BELS, Brexit, NICE

As we enter the summer (at least in the Northern Hemisphere!) after the annual BIO meeting in San Francisco and ahead of the impending Brexit vote, we wanted to send out greetings to the BELS community.  We are now actively commencing the BELS membership drive so please do visit our membership pages and join this formidable community.  Membership can bring a whole host of benefits including keeping you up to speed with UK developments, building bridges to leading UK assets, and being part of an exclusive, influential network managed by a trusted intermediary.  My last blog back in April emphasised what a treasure trove The BELS List represents.  It is truly a unique and powerful resource which justifies membership, be it as an individual Primary Member or with organisational support as an Affiliate.

On the news front, I highlight a few noteworthy developments of late.

  • Nearly a year into its existence, the NHS Innovation Accelerator programme is helping to bring in a stream of new innovative technologies and services to the NHS as it seeks to create the conditions and culture changes needed for faster adoption. Further, a recently announced Innovation and Technology Tariff category is to allow NHS England to ‘bulk buy’ innovations nationally instead of locally and guarantee automatic reimbursement when an approved innovation is used.
  • AstraZeneca announced a broad initiative to embed genomics across its R&D platform with a goal of sequencing two million genomes at its in-house Centre for Genomics Research.
  • A trio of Oxford spinouts raised almost £37 million in a record round of fundraising for UK academic spinouts with OxStem, EvOx and Vaccitech all receiving money from Oxford Sciences, a £300 million fund set up last year with backing from several high-profile City investors.
  • Neil Woodford has invested a further £12 million in Imperial Innovations, upping his stake to 21%.
  • NHS England announced a £15 million investment to support a range of measures aiming to speed up the detection of cancer, including the creation of a National Diagnostics Capacity Fund to test initiatives to increase capacity and productivity of diagnostic services.
  • And Jim O’Neill unveiled his final AMR plan of attack with recommendations that pharma firms are given a $1 billion bonus for each new antibiotic they discover as part of an attack on antimicrobial resistance.

Brexit continues to dominate the airwaves in the UK.  While BELS will not make any political pronouncements as a general ethos and we all have our own opinions on the matter, it is important to note that the industry itself in the UK and the broader scientific community seem pretty much aligned against Brexit, warning that it would bring uncertainty to the sector.  No matter which side of the argument on which one sits, inherent difficulties with this debate involve many unknowns and speculations wrought by the fact this would be the first time that a member state would have left the EU.  The June 23 vote promises to be momentous no matter which way it goes.

Finally, on another sensitive subject, NICE has come into the spotlight once again as it takes on the mantle previously held by the Cancer Drugs Fund.  NICE suffers often from a perspective that it turns down so many products that it is an enemy of innovation. However, Nice’s official statistics tell a different story.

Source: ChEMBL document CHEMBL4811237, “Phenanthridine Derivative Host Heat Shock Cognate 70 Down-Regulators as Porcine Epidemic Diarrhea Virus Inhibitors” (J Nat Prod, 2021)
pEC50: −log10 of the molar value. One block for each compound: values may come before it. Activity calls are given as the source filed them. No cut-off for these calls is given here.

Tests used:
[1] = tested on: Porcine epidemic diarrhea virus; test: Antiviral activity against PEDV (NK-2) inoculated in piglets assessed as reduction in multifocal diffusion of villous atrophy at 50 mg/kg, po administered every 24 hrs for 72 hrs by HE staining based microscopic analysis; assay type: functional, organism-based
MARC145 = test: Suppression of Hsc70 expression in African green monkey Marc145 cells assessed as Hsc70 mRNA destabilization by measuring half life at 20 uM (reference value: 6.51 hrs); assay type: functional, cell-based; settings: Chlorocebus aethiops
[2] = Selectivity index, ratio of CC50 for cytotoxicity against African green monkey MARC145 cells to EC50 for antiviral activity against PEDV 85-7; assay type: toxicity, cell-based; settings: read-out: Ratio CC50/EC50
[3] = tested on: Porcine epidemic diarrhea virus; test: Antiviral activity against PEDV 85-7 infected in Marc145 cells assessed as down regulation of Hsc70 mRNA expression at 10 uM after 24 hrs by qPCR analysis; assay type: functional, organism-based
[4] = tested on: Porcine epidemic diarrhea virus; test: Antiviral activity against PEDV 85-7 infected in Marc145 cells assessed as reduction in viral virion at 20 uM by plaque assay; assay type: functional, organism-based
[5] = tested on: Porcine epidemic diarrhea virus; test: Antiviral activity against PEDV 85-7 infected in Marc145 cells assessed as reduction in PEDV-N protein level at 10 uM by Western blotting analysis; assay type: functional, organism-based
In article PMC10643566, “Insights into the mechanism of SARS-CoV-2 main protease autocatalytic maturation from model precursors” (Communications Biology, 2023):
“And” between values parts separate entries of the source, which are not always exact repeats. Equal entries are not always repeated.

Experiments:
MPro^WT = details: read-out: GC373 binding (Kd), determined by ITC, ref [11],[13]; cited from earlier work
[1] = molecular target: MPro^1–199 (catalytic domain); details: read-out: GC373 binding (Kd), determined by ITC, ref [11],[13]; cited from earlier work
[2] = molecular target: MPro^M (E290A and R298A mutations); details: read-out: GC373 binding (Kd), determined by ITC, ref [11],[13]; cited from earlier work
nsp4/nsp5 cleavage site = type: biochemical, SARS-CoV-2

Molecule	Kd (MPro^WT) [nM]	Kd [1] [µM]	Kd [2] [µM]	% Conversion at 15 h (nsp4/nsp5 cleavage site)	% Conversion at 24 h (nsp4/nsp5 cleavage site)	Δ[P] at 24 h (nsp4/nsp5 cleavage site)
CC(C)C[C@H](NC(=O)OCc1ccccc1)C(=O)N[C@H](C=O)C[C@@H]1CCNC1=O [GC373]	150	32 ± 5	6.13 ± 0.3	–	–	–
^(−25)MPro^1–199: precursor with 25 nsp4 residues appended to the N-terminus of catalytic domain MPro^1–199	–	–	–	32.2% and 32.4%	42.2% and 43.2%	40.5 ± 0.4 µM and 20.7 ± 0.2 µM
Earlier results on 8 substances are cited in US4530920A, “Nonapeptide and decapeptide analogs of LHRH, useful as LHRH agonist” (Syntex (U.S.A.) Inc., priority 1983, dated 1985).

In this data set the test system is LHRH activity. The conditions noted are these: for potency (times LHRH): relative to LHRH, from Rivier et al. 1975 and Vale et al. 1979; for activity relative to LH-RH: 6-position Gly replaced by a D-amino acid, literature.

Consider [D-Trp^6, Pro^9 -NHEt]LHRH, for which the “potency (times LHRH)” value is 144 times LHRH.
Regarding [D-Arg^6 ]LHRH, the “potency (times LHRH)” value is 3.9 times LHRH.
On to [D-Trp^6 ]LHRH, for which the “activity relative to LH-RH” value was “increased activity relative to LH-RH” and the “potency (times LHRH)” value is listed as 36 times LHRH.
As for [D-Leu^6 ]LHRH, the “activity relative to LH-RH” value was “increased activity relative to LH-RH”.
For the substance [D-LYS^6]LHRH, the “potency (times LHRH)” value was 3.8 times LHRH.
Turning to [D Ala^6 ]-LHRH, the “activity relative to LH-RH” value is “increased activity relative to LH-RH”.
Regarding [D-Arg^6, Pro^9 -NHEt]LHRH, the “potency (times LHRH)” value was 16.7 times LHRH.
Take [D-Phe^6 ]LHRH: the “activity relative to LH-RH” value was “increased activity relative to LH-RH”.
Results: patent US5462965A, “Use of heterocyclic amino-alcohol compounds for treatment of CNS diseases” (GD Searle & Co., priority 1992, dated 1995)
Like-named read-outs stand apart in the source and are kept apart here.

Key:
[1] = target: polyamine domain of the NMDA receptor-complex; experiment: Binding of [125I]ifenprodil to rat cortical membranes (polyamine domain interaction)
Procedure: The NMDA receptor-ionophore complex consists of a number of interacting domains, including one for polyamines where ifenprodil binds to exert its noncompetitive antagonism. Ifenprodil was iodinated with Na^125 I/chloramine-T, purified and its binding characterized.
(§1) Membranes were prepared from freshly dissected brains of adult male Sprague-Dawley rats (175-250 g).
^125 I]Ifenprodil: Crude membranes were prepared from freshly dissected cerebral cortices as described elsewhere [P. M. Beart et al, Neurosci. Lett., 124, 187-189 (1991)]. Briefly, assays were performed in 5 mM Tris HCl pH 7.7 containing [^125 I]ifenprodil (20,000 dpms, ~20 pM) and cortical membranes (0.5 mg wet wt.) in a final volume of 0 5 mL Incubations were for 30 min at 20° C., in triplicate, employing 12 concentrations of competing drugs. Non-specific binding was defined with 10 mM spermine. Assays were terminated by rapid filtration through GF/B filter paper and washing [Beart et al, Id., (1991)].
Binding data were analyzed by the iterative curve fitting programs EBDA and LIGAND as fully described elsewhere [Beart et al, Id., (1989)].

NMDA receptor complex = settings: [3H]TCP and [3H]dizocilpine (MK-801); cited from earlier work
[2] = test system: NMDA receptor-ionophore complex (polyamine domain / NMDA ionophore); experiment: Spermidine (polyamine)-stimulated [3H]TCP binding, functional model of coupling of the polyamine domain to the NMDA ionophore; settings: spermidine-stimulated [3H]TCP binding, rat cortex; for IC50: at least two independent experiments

• From March 2000 to the end of April 2016, NICE published 217 single technology appraisals and 172 multiple technology appraisals; 389 appraisals in total, containing 654 individual recommendations.
  • Overall, 81% of decisions made by NICE were ´recommended’ or ´optimised´.
  • On the cancer front, since 2000, when it started to produce cancer guidance, NICE has published 192 individual recommendations on cancer drugs in 140 technology appraisals.
  • Overall, 64% of all recommendations stated that the NHS should use these drugs in line with their marketing authorisation (‘recommended’), or in specific circumstances (‘optimised recommendation’, i.e., targeting treatments so patients who could clearly benefit can gain access to treatment).
  • Since March 2000, NICE has made 7 optimised recommendations for the use of anti-cancer drugs.
  • As we go to press with this blog, NICE just rushed through Bristol-Myers Squibb’s advanced melanoma immunotherapy combo Opdivo and Yervoy, an approval that was one of the fastest in NHS history.

While no agency can be perfect in everyone’s eyes, health technology assessments are here to stay in a world struggling to afford modern healthcare and NICE is very much seen as a source of best practice by many parts of the world which look to it for guidance.  NICE is thus, in some quarters, viewed as a UK asset.  The hope is that this will continue and that further dialogue will help to fine tune its processes and results.  Innovation is key to improving healthcare but cost will always be a factor and justification is therefore a mandatory consideration.

In closing, I hope you’ll heed the call to arms to join BELS now.  BELS encourages and enables the extraordinary British-trained talent base at home and abroad to strengthen connections to mutually benefit themselves, their organisations, and this important sector.  For this is very much a two-way street. The success of our expats and other overseas alumni reflects well on the UK, and equally, the strength of the UK health and life sciences can reflect well on our expats. With your support and involvement, BELS will better connect all parts of our great United Kingdom of Life Scientists so that together we can achieve more.

Best wishes for a great start to summer (in the Northern Hemisphere!)

Nigel Gaymond

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